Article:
United Front absorbs ICAC, and other stupidity

29 Aug 2014 | Big Lychee

In the past, Hong Kong has usually had moderate politicians, reasonable media voices and neutral bureaucrats and business people with the wisdom and good humour to maintain some basic cohesion. Even after the Article 23 uproar, or Donald Tsang’s anti-democrat tantrums, some sort of civility returned. This time feels different. In its attempts to assert control, Beijing has polarized the city, and it looks permanent. If they’re going to use law enforcement agencies for political persecution stunts, what’s the point of being moderate and constructive?

Maybe Beijing will realize its tactics are overkill and counterproductive. Otherwise, the city is going to end up more alienated, more disgruntled, and less governable than ever.

Continue reading…

Advertisements

Special Report: The battle for Hong Kong’s soul

Greg Torode, James Pomfret & Benjamin Kang Lim | 30 June 2014 | Reuters

“The real cabinet is the shadow cabinet,” said one source close to Leung [HK’s puppet leader]. “The chief executive’s office can’t do without the Liaison Office’s help on certain matters.”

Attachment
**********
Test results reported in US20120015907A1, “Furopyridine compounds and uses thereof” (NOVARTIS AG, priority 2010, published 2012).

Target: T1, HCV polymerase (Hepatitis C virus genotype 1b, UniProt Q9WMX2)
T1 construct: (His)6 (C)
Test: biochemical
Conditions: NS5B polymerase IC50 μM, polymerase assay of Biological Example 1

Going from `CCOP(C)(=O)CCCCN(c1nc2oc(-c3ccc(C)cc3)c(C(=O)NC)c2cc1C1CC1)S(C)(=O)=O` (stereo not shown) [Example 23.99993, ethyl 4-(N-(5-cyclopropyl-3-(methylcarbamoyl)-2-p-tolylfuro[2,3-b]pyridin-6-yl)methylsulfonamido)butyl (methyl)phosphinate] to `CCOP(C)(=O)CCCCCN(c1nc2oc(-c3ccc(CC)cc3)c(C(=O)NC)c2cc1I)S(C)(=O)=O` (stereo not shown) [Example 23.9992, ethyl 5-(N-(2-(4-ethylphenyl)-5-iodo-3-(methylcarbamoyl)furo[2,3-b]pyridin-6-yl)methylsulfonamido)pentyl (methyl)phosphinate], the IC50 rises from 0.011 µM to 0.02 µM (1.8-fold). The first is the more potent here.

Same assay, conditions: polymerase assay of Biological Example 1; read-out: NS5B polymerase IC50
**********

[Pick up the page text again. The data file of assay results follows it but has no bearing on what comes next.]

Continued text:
Before the 1997 handover, the Chinese Communist Party focused on courting businessmen, academics and activists to secure influence and loyalty. It has now become more assertive, attempting to isolate party enemies, silence critics, and deliver votes.

A legacy of the earliest days of Leninist communist revolutionary theory, the United Front Work Department’s mission is to influence and ultimately control a range of non-party groups, luring some into cooperation and isolating and denouncing others. “The tactics and techniques of the United Front have been refined and perfected over the decades and we are seeing a very modern articulation of it in Hong Kong.”

Continue reading…